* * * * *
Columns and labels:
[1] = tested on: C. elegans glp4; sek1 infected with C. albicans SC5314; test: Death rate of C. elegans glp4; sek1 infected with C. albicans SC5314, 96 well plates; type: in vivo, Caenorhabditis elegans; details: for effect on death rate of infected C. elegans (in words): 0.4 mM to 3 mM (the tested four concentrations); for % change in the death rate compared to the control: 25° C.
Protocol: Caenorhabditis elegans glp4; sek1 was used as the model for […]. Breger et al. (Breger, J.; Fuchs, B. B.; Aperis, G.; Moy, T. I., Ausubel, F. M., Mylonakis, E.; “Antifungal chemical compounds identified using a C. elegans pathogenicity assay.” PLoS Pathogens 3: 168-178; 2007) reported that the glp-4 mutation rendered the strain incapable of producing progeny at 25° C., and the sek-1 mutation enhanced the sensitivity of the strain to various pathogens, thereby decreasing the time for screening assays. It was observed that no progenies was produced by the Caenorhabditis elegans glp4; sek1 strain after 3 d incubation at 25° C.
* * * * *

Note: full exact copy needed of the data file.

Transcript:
Columns and labels:
[1] = tested on: C. elegans glp4; sek1 infected with C. albicans SC5314; test: Death rate of C. elegans glp4; sek1 infected with C. albicans SC5314, 96 well plates; type: in vivo, Caenorhabditis elegans; details: for effect on death rate of infected C. elegans (in words): 0.4 mM to 3 mM (the tested four concentrations); for % change in the death rate compared to the control: 25° C.
Protocol: Caenorhabditis elegans glp4; sek1 was used as the model for […]. Breger et al. (Breger, J.; Fuchs, B. B.; Aperis, G.; Moy, T. I., Ausubel, F. M., Mylonakis, E.; “Antifungal chemical compounds identified using a C. elegans pathogenicity assay.” PLoS Pathogens 3: 168-178; 2007) reported that the glp-4 mutation rendered the strain incapable of producing progeny at 25° C., and the sek-1 mutation enhanced the sensitivity of the strain to various pathogens, thereby decreasing the time for screening assays. It was observed that no progenies was produced by the Caenorhabditis elegans glp4; sek1 strain after 3 d incubation at 25° C.